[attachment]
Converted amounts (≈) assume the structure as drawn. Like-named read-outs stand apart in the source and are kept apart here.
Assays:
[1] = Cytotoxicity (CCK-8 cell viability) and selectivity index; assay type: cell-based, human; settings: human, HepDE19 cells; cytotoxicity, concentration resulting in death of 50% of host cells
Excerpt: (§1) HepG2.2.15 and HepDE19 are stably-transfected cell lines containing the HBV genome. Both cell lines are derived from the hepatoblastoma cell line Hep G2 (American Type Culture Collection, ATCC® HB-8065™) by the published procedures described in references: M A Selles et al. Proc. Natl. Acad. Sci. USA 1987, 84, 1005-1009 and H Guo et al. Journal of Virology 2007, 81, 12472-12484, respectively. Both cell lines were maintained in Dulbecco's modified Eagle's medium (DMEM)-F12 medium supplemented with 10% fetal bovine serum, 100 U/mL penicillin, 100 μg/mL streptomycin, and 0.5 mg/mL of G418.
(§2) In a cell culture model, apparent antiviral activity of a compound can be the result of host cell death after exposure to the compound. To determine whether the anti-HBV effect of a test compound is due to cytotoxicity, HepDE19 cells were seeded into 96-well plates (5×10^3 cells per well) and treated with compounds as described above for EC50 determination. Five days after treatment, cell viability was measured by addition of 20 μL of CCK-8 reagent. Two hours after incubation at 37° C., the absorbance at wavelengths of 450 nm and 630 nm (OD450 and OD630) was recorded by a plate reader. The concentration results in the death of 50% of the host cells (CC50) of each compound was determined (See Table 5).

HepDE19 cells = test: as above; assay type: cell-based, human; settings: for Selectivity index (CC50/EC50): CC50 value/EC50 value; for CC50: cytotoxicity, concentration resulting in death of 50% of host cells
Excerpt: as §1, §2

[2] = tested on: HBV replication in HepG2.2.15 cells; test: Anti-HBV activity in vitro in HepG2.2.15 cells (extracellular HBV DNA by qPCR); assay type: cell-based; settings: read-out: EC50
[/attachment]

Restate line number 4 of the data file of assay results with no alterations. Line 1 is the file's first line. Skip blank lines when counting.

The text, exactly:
Excerpt: (§1) HepG2.2.15 and HepDE19 are stably-transfected cell lines containing the HBV genome. Both cell lines are derived from the hepatoblastoma cell line Hep G2 (American Type Culture Collection, ATCC® HB-8065™) by the published procedures described in references: M A Selles et al. Proc. Natl. Acad. Sci. USA 1987, 84, 1005-1009 and H Guo et al. Journal of Virology 2007, 81, 12472-12484, respectively. Both cell lines were maintained in Dulbecco's modified Eagle's medium (DMEM)-F12 medium supplemented with 10% fetal bovine serum, 100 U/mL penicillin, 100 μg/mL streptomycin, and 0.5 mg/mL of G418.